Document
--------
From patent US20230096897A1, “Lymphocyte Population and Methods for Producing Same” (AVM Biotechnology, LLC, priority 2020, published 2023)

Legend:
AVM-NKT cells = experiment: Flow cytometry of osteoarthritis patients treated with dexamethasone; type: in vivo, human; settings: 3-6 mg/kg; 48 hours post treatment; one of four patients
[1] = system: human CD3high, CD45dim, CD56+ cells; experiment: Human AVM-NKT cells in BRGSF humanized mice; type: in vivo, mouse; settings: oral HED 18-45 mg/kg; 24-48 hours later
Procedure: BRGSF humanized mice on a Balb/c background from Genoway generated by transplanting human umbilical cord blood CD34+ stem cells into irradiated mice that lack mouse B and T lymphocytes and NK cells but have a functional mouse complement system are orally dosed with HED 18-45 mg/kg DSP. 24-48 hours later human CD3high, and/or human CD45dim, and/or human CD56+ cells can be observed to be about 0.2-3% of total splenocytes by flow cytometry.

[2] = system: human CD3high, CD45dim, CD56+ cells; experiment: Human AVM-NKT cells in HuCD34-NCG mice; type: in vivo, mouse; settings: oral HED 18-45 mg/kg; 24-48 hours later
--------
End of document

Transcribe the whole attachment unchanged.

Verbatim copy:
From patent US20230096897A1, “Lymphocyte Population and Methods for Producing Same” (AVM Biotechnology, LLC, priority 2020, published 2023)

Legend:
AVM-NKT cells = experiment: Flow cytometry of osteoarthritis patients treated with dexamethasone; type: in vivo, human; settings: 3-6 mg/kg; 48 hours post treatment; one of four patients
[1] = system: human CD3high, CD45dim, CD56+ cells; experiment: Human AVM-NKT cells in BRGSF humanized mice; type: in vivo, mouse; settings: oral HED 18-45 mg/kg; 24-48 hours later
Procedure: BRGSF humanized mice on a Balb/c background from Genoway generated by transplanting human umbilical cord blood CD34+ stem cells into irradiated mice that lack mouse B and T lymphocytes and NK cells but have a functional mouse complement system are orally dosed with HED 18-45 mg/kg DSP. 24-48 hours later human CD3high, and/or human CD45dim, and/or human CD56+ cells can be observed to be about 0.2-3% of total splenocytes by flow cytometry.

[2] = system: human CD3high, CD45dim, CD56+ cells; experiment: Human AVM-NKT cells in HuCD34-NCG mice; type: in vivo, mouse; settings: oral HED 18-45 mg/kg; 24-48 hours later